Winter at Tamanawas Falls

I haven’t been up to the mountain in two months, what with other commitments and a wretched cold at the beginning of February that knocked me flat. Worst cold I’ve had in a LONG time. Weeks ago my sis and I had marked this Saturday on our calendars as a snowshoe day, and even though it looks like tomorrow will be better for it she works on Sundays and I have a class, so today was the day!

We headed over to Tamanawas Falls and found the lot empty when we pulled in shortly before 10:00. As we packed up to hit the trail I realized that I forgot my camera. I have never done that before. Nuts! Well, I’d have to rely on my Droid RAZR.

We could see that the snow was hard packed so we left our snowshoes in the car, put on our Yak Trax, and set off.

 

Navigating the bridge was tricky. A ridge of frozen snow ran the length of it.

 

A fallen tree knocked out the railings on the west side of the bridge. It’s amazing that it didn’t take out the whole bridge.

 

Down the snowy trail. Oh that came out so dark! I’ll never forget my camera again!

 

Crossing Cold Spring Creek:

 

Observing the way that snow has piled up and then melted on tops of logs and rocks was really interesting:

 

I love this creek!

 

There was a sketchy section where the snow trail skirted this hillside and became very very narrow. I took this picture on our way out, although it doesn’t really convey how tricky it was to get around that tree.

 

And then we reached the falls. Ah, lovely!

 

The camera on the Droid (or any smart phone for that matter) does not provide a wider angle like I’m used to. This is a stitch of two horizontal shots.

 

We didn’t linger long since Deb had to work this afternoon. We had encountered no one on the hike in and we encountered no one on the hike out. It was such a mild day (probably about 40 degrees) that we saw a family having a picnic at the trailhead picnic table!

Goodbye, winter! I’m done with snow for the season and I’m off in search of sunshine and wildflowers until next winter. I’m SO excited for this:

 

Winter wonderland

Greg and I headed up to Mt. Hood on Sunday to go snowshoeing. Traffic slowed to a crawl in Rhododendron where the two lanes merged down to one and then right after that we ended up behind the slow-moving gravel truck, which was actually okay because the roads were a little slick and it was nice to have fresh gravel to drive on. It made for a slow trek up to Government Camp but we were so busy gawking at the winter wonderland all around us that the slow pace was okay. The trees were snowy/frosty starting about 2,000 feet and it was SO beautiful!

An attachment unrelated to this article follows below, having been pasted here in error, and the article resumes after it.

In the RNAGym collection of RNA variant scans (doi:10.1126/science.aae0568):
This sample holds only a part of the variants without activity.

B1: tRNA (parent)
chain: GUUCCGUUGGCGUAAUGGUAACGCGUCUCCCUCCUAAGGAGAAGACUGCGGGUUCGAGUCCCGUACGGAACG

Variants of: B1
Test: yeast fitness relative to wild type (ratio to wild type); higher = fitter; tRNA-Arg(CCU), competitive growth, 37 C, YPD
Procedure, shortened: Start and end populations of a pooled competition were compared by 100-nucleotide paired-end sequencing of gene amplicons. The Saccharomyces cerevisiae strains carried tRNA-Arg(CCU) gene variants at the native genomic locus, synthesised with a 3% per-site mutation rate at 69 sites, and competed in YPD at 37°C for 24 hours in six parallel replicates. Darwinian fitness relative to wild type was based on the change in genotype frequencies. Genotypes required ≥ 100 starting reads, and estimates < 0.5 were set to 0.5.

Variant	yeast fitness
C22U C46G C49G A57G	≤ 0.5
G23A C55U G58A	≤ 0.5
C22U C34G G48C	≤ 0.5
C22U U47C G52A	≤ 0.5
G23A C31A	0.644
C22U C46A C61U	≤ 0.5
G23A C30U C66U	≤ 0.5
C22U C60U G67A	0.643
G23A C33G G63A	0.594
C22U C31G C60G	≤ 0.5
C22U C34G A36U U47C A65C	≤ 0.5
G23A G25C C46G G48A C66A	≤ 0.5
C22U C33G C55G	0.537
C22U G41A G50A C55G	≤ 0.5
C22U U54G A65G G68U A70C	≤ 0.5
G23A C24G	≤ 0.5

White River was our first choice if the weather was clear and Twin Lakes was our backup. Even though it had been clear for the drive up the clouds started rolling in pretty quickly and the mountain was already vanishing when we left Government Camp. Plus there was a sign that said chains or snow tires were required on Highway 35 and we had neither. So we headed to Twin Lakes.

The scene at Frog Lake Sno Park. Beautiful!!

 

The trail was well-traveled and pretty packed and we had an easy trek.

 

I love snowy trees against a blue sky! (It was REALLY cold out but that was actually okay because if it had been warmer then all that snow would have been sliding off the trees onto our heads!)

 

We got to the lower lake where we had a bite to eat.

 

Gray jays hung around begging for food:

 

Then we headed to the upper lake, which was further away than I remembered. Beautiful snowy landscape along the way:

 

Normally you’d be able to see the tip of Mt. Hood poking up above the trees over there, but it was too cloudy. Glad we didn’t go to White River!

 

More gray jays hung around and did their cute begging thing. Many many photos ensued.

 

Greg at the lake:

 

Then we turned and headed back to the car. One last picture at Twin Lakes Summit.

 

Back at the sno park we made great haste to stow the gear and get the hell out of there. The place was full of idling snowmobiles and the exhaust fumes were overwhelming. I started feeling nauseous. I don’t know how those guys put up with the fumes. On our way to Government Camp for some nosh we saw LOTS of cars parked along the highway near Trillium Lake because the parking lot had filled up. When we passed the ODOT yard we saw that they had spray-painted “NO PARKING” all along on the piles of plowed snow at the entrance. The areas along 26 near the Timberline Road junction were crazy with people putting on or removing chains. Then we got to Government Camp and it took us 15 minutes to drive the business loop from the east end to the Ice Axe Grill (we had to return Greg’s rented snowshoes at the Huckleberry Inn, which is why we drove through the middle of town). There were hundreds of cars, pedestrians, snowshoers, skiers, sledders, and dogs all over the place. It was a madhouse.

On a side note, the icicles on the buildings in Government Camp were wicked.

A beautiful day on the mountain! Really glad we went.